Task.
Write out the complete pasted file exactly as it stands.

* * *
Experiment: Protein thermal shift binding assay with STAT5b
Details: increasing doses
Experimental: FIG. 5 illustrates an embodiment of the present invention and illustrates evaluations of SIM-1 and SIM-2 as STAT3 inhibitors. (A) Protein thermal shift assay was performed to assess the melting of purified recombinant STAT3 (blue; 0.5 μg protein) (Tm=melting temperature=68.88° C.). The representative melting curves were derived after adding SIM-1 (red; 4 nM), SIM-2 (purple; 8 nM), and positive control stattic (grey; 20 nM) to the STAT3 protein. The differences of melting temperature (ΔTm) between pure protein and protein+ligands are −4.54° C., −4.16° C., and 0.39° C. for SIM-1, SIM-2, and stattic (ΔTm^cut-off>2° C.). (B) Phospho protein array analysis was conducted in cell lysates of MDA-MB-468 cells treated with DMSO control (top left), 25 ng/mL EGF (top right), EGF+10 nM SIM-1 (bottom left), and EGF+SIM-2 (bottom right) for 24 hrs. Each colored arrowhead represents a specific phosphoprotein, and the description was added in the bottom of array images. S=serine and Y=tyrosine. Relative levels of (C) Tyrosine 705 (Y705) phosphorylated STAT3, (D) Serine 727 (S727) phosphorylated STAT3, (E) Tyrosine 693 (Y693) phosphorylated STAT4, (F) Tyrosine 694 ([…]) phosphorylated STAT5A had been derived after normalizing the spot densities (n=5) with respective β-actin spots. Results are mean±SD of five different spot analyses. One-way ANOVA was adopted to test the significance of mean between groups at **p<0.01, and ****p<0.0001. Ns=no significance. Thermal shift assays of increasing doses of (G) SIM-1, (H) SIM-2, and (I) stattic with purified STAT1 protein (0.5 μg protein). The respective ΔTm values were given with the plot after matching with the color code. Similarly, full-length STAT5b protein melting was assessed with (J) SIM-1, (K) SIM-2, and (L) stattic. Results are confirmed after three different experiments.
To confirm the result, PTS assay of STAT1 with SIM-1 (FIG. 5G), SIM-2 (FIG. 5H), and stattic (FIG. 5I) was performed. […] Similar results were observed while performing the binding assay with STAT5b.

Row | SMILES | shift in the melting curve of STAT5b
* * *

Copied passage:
Experiment: Protein thermal shift binding assay with STAT5b
Details: increasing doses
Experimental: FIG. 5 illustrates an embodiment of the present invention and illustrates evaluations of SIM-1 and SIM-2 as STAT3 inhibitors. (A) Protein thermal shift assay was performed to assess the melting of purified recombinant STAT3 (blue; 0.5 μg protein) (Tm=melting temperature=68.88° C.). The representative melting curves were derived after adding SIM-1 (red; 4 nM), SIM-2 (purple; 8 nM), and positive control stattic (grey; 20 nM) to the STAT3 protein. The differences of melting temperature (ΔTm) between pure protein and protein+ligands are −4.54° C., −4.16° C., and 0.39° C. for SIM-1, SIM-2, and stattic (ΔTm^cut-off>2° C.). (B) Phospho protein array analysis was conducted in cell lysates of MDA-MB-468 cells treated with DMSO control (top left), 25 ng/mL EGF (top right), EGF+10 nM SIM-1 (bottom left), and EGF+SIM-2 (bottom right) for 24 hrs. Each colored arrowhead represents a specific phosphoprotein, and the description was added in the bottom of array images. S=serine and Y=tyrosine. Relative levels of (C) Tyrosine 705 (Y705) phosphorylated STAT3, (D) Serine 727 (S727) phosphorylated STAT3, (E) Tyrosine 693 (Y693) phosphorylated STAT4, (F) Tyrosine 694 ([…]) phosphorylated STAT5A had been derived after normalizing the spot densities (n=5) with respective β-actin spots. Results are mean±SD of five different spot analyses. One-way ANOVA was adopted to test the significance of mean between groups at **p<0.01, and ****p<0.0001. Ns=no significance. Thermal shift assays of increasing doses of (G) SIM-1, (H) SIM-2, and (I) stattic with purified STAT1 protein (0.5 μg protein). The respective ΔTm values were given with the plot after matching with the color code. Similarly, full-length STAT5b protein melting was assessed with (J) SIM-1, (K) SIM-2, and (L) stattic. Results are confirmed after three different experiments.
To confirm the result, PTS assay of STAT1 with SIM-1 (FIG. 5G), SIM-2 (FIG. 5H), and stattic (FIG. 5I) was performed. […] Similar results were observed while performing the binding assay with STAT5b.

Row | SMILES | shift in the melting curve of STAT5b